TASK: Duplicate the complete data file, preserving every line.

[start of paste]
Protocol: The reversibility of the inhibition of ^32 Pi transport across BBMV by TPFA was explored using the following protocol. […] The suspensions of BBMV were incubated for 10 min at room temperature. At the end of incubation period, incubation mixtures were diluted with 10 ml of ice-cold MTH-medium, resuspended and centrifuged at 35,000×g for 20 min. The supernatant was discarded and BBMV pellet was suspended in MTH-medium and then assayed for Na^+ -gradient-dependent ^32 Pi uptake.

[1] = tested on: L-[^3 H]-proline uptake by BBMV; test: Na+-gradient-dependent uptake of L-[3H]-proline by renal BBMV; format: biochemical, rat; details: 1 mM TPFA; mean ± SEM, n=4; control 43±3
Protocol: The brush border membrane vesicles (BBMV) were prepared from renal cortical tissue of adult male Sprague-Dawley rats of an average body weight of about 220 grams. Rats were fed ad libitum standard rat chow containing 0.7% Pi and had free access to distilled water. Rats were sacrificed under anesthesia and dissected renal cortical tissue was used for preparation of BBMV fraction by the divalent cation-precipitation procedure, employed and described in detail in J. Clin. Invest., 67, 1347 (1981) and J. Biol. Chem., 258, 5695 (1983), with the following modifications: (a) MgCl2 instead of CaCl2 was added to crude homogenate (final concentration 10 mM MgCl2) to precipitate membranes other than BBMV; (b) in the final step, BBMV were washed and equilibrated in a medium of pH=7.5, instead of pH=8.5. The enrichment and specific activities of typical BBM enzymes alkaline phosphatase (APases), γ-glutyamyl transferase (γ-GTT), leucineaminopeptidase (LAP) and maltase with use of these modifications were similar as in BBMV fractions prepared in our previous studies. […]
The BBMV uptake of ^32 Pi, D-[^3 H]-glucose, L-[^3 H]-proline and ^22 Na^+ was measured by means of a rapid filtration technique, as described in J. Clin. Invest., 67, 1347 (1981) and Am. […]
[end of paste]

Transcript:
Protocol: The reversibility of the inhibition of ^32 Pi transport across BBMV by TPFA was explored using the following protocol. […] The suspensions of BBMV were incubated for 10 min at room temperature. At the end of incubation period, incubation mixtures were diluted with 10 ml of ice-cold MTH-medium, resuspended and centrifuged at 35,000×g for 20 min. The supernatant was discarded and BBMV pellet was suspended in MTH-medium and then assayed for Na^+ -gradient-dependent ^32 Pi uptake.

[1] = tested on: L-[^3 H]-proline uptake by BBMV; test: Na+-gradient-dependent uptake of L-[3H]-proline by renal BBMV; format: biochemical, rat; details: 1 mM TPFA; mean ± SEM, n=4; control 43±3
Protocol: The brush border membrane vesicles (BBMV) were prepared from renal cortical tissue of adult male Sprague-Dawley rats of an average body weight of about 220 grams. Rats were fed ad libitum standard rat chow containing 0.7% Pi and had free access to distilled water. Rats were sacrificed under anesthesia and dissected renal cortical tissue was used for preparation of BBMV fraction by the divalent cation-precipitation procedure, employed and described in detail in J. Clin. Invest., 67, 1347 (1981) and J. Biol. Chem., 258, 5695 (1983), with the following modifications: (a) MgCl2 instead of CaCl2 was added to crude homogenate (final concentration 10 mM MgCl2) to precipitate membranes other than BBMV; (b) in the final step, BBMV were washed and equilibrated in a medium of pH=7.5, instead of pH=8.5. The enrichment and specific activities of typical BBM enzymes alkaline phosphatase (APases), γ-glutyamyl transferase (γ-GTT), leucineaminopeptidase (LAP) and maltase with use of these modifications were similar as in BBMV fractions prepared in our previous studies. […]
The BBMV uptake of ^32 Pi, D-[^3 H]-glucose, L-[^3 H]-proline and ^22 Na^+ was measured by means of a rapid filtration technique, as described in J. Clin. Invest., 67, 1347 (1981) and Am. […]